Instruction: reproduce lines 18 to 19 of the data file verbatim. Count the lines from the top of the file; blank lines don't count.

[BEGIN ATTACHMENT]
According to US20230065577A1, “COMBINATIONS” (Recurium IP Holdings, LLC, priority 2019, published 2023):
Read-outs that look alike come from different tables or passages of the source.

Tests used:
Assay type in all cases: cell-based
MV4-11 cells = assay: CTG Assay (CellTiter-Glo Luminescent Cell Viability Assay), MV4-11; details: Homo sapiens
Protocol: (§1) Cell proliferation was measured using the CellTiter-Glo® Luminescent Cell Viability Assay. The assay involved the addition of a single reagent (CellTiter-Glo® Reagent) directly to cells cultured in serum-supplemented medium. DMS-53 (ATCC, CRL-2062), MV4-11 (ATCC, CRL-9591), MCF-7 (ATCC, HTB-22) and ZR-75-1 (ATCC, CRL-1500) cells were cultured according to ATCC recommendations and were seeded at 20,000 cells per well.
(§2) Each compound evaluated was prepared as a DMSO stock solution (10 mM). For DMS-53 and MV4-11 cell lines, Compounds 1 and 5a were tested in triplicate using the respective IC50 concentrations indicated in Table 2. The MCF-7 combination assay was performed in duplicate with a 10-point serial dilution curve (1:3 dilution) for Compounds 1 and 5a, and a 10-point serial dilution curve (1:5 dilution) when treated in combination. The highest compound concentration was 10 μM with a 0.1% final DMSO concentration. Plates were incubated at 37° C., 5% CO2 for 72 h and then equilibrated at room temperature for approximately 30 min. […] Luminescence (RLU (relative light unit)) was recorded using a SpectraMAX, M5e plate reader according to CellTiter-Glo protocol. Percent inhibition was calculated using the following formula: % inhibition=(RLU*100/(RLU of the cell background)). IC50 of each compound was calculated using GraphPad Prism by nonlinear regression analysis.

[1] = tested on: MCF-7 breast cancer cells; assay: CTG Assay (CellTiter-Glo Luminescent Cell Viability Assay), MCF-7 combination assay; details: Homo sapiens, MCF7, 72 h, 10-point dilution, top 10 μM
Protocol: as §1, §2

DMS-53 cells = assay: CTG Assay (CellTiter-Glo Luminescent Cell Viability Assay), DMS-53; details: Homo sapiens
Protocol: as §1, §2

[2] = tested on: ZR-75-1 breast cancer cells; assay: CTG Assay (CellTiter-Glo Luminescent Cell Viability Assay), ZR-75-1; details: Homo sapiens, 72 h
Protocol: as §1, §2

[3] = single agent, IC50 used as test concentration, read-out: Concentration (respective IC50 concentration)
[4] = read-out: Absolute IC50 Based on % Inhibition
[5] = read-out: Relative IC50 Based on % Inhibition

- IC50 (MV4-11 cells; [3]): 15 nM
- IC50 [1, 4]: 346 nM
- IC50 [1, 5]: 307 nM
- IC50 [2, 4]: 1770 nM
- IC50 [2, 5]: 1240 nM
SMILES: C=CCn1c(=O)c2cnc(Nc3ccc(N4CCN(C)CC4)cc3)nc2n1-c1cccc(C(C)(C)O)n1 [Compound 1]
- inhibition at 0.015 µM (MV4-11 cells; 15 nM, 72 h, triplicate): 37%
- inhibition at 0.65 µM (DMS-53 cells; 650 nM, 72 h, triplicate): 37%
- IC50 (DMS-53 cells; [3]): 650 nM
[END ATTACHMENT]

- IC50 [1, 4]: 346 nM
- IC50 [1, 5]: 307 nM